- - MOST OF KOREAN CONSUMERS (79%) ARE PESSIMISTIC ABOUT THEIR PERSONAL FINANCES IN THE NEXT 12 MONTHS
- SPENDING INTENTIONS AND JOB PROSPECTS ARE MORE HIGHLY NEGATIVE THAN THE AVERAGE OF THE GLOBE AND ASIA PACIFIC REGION
- MAJOR CONCERNS ARE ‘JOB PROSPECTS’ (17 %)-‘WORK/LIFE BALANCE’ (16%)-
‘THE ECONOMY’ (15%)
The Nielsen Global Survey of Consumer Confidence and Spending Intentions surveyed between May 4 and May 21 with more than 28,000 internet respondents in 56 countries shows that 6 out of 10 global consumers(57 percent) and 45 percent of Asia Pacific consumers say their economy is in a recession. It indicates that Korean consumers are the most pessimistic about local economy in the Asia Pacific region. (See graph 1)
MOST OF THE KOREAN CONSUMERS (79%) ARE NEGATIVE ABOUT THEIR PERSONAL FINANCES IN THE NEXT 12 MONTHS
It appeared that 8 out of 10 Korean consumers(79 percent) are negative about their personal finances in the next 12 months, which is the same level to the previous quarter(1Q 2012) and the same period in the previous year(Q2 2011), but much more higher than the global(44 percent) and Asia Pacific(38 percent) regional average.
SPENDING INTENTIONS AND JOB PROSPECTS ARE HIGHLY NEGATIVE
THAN THE AVERAGE OF THE GLOBE AND ASIA PACIFIC REGION
When asked perceptions of good/bad time to buy things they want and need at the moment, considering the cost of things today and their own personal finances, the majority of Korean consumers(86 percent) responded “Not so good”(38 percent) or “Bad”(48 percent), which is much higher than the global(65 percent) and Asia Pacific(62 percent) regional average.
Nielsen’s survey also shows that 9 out of 10 Korean respondents (87 percent) look pessimistic about local job prospects in the next 12 months, which is down one percentage point from the previous quarter but up four percentage points from the previous year. Koreans’ anxiety about job prospects is much higher than the average of global (49 percent) and Asia Pacific (37 percent) consumers.
MAJOR CONCERNS FOR KOREANS ARE ‘JOB PROSPECTS’(17%)-‘WORK/LIFE BALANCE’ (16%)-‘THE ECONOMY’ (15%)
GLOBAL AND ASIA PACIFIC CONSUMERS’ BIGGEST CONCERN IS ‘THE ECONOMY’
Job prospects(17 percent) is selected as the biggest concern for Koreans, followed by work/life balance(16 percent) and the economy(15 percent) while the economy(17%) was chosen as the biggest concern in the previous quarter. Meanwhile, global (16 percent) and Asia Pacific (16 percent) consumers selected the economy as the biggest concern in the next 6 months.
Q2 GLOBAL CONSUMER CONFIDENCE INDEX DECLINED SLIGHTLY …ASIA PACIFIC IS THE MOST OPTIMISTIC REGION FOR 4 CONSECUTIVE QUARTERS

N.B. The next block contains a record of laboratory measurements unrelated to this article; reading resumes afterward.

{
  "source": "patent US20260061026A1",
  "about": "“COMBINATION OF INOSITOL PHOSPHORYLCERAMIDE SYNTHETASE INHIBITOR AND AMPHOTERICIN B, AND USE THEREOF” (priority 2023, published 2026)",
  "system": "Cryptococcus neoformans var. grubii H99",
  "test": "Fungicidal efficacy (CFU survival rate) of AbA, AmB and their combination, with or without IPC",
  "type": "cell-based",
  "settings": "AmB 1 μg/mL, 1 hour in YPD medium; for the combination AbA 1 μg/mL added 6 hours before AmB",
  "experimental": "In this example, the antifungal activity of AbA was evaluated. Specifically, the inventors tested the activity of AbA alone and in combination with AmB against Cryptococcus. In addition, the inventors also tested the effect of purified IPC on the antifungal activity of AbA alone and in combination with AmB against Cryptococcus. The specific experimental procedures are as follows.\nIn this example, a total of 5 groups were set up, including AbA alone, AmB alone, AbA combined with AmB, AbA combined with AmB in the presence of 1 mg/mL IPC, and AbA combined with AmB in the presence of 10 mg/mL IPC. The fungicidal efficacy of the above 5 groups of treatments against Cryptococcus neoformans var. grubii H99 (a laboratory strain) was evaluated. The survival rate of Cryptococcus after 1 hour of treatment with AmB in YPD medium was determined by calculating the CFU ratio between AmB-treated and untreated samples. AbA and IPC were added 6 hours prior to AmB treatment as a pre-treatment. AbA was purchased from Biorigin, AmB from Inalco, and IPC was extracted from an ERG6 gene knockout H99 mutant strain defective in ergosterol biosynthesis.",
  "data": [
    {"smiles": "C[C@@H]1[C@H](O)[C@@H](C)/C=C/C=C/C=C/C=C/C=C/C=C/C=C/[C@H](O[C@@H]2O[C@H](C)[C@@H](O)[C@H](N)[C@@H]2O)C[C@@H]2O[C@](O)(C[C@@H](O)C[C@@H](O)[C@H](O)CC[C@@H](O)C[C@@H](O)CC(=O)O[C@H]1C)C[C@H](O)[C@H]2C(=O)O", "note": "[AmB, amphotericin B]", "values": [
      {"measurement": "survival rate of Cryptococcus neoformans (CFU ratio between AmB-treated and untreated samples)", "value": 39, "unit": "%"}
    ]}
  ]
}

KOREA RANKED 51ST AMONG TOTAL 56 MARKETS
Global Consumer Confidence (91 index), which is down three index points from the previous quarter, is on a downturn again. Confidence in Asia Pacific region (100 indexes) declined with three index points but maintain as the most optimistic region for four consecutive quarters.
Confidence declined in 26(41 percent) of 56 markets, increased in 23 and remained flat in seven markets.
While India had been the world’s most optimistic market for nine consecutive quarters according to Nielsen’s survey, Indonesia reported the highest consumer confidence index in Q2 at 120, topping India’s score of 119. Philippines (116 index), Saudi Arabia (115 index) and Malaysia (111 index) ranked together at the top level. Korea(50 index), which is up one index point from the previous quarter but down two index points from the previous year, ranked 51st among the total 56 markets.
The biggest quarterly consumer confidence gains in Q2 were reported in France (+11), Belgium (+9), Finland (+7) and Switzerland (+7) while the biggest quarterly consumer confidence declines in Q2 were reported in Taiwan (-12), Argentina (-5), Australia (-5), China (-5), Netherlands (-5), United States (-5).
“Consumers are clearly proceeding with caution in relation to their spending intentions,” said Dr. Venkatesh Bala, chief economist at The Cambridge Group, a part of Nielsen. “Consumer confidence lost momentum in the second quarter as global events, including a worsening Euro zone crisis coupled with slowing growth rates in China and India, impacted financial markets and consumer sentiment in many parts of the world. As renewed volatility entered global markets, consumers reacted by reining in spending and consumption intentions.”
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